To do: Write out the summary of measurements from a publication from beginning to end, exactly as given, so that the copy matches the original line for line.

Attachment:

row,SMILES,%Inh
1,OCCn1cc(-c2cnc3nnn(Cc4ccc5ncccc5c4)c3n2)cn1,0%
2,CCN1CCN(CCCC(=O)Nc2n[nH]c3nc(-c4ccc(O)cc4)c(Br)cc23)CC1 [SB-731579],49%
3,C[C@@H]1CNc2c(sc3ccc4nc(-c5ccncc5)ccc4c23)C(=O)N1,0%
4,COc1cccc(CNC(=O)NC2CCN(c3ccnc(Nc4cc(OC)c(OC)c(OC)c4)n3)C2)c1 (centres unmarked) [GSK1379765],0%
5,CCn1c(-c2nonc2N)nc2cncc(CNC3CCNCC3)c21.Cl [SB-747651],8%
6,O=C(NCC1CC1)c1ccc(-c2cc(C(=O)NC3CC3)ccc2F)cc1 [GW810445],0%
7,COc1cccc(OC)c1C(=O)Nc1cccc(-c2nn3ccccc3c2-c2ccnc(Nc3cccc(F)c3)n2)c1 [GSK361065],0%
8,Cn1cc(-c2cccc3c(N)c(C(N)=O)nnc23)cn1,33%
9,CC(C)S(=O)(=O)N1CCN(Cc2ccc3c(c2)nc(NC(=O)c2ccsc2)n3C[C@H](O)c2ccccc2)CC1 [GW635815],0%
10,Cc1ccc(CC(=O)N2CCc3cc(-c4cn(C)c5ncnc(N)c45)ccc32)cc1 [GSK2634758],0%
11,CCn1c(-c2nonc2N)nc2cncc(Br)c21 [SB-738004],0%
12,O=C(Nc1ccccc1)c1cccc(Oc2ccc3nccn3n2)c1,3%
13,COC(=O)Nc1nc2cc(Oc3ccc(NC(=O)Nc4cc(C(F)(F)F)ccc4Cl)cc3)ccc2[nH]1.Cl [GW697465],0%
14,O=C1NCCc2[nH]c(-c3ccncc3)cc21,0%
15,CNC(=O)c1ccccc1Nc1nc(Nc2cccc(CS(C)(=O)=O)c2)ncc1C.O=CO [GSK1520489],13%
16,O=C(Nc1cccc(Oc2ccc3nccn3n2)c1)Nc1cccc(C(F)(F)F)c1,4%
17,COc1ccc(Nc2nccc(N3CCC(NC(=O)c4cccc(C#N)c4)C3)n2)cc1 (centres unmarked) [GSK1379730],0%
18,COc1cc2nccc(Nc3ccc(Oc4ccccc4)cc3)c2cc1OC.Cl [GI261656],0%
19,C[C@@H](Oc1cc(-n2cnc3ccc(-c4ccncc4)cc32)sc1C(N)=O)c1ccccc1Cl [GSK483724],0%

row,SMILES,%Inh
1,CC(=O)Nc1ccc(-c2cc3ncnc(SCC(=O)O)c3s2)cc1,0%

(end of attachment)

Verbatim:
row,SMILES,%Inh
1,OCCn1cc(-c2cnc3nnn(Cc4ccc5ncccc5c4)c3n2)cn1,0%
2,CCN1CCN(CCCC(=O)Nc2n[nH]c3nc(-c4ccc(O)cc4)c(Br)cc23)CC1 [SB-731579],49%
3,C[C@@H]1CNc2c(sc3ccc4nc(-c5ccncc5)ccc4c23)C(=O)N1,0%
4,COc1cccc(CNC(=O)NC2CCN(c3ccnc(Nc4cc(OC)c(OC)c(OC)c4)n3)C2)c1 (centres unmarked) [GSK1379765],0%
5,CCn1c(-c2nonc2N)nc2cncc(CNC3CCNCC3)c21.Cl [SB-747651],8%
6,O=C(NCC1CC1)c1ccc(-c2cc(C(=O)NC3CC3)ccc2F)cc1 [GW810445],0%
7,COc1cccc(OC)c1C(=O)Nc1cccc(-c2nn3ccccc3c2-c2ccnc(Nc3cccc(F)c3)n2)c1 [GSK361065],0%
8,Cn1cc(-c2cccc3c(N)c(C(N)=O)nnc23)cn1,33%
9,CC(C)S(=O)(=O)N1CCN(Cc2ccc3c(c2)nc(NC(=O)c2ccsc2)n3C[C@H](O)c2ccccc2)CC1 [GW635815],0%
10,Cc1ccc(CC(=O)N2CCc3cc(-c4cn(C)c5ncnc(N)c45)ccc32)cc1 [GSK2634758],0%
11,CCn1c(-c2nonc2N)nc2cncc(Br)c21 [SB-738004],0%
12,O=C(Nc1ccccc1)c1cccc(Oc2ccc3nccn3n2)c1,3%
13,COC(=O)Nc1nc2cc(Oc3ccc(NC(=O)Nc4cc(C(F)(F)F)ccc4Cl)cc3)ccc2[nH]1.Cl [GW697465],0%
14,O=C1NCCc2[nH]c(-c3ccncc3)cc21,0%
15,CNC(=O)c1ccccc1Nc1nc(Nc2cccc(CS(C)(=O)=O)c2)ncc1C.O=CO [GSK1520489],13%
16,O=C(Nc1cccc(Oc2ccc3nccn3n2)c1)Nc1cccc(C(F)(F)F)c1,4%
17,COc1ccc(Nc2nccc(N3CCC(NC(=O)c4cccc(C#N)c4)C3)n2)cc1 (centres unmarked) [GSK1379730],0%
18,COc1cc2nccc(Nc3ccc(Oc4ccccc4)cc3)c2cc1OC.Cl [GI261656],0%
19,C[C@@H](Oc1cc(-n2cnc3ccc(-c4ccncc4)cc32)sc1C(N)=O)c1ccccc1Cl [GSK483724],0%

row,SMILES,%Inh
1,CC(=O)Nc1ccc(-c2cc3ncnc(SCC(=O)O)c3s2)cc1,0%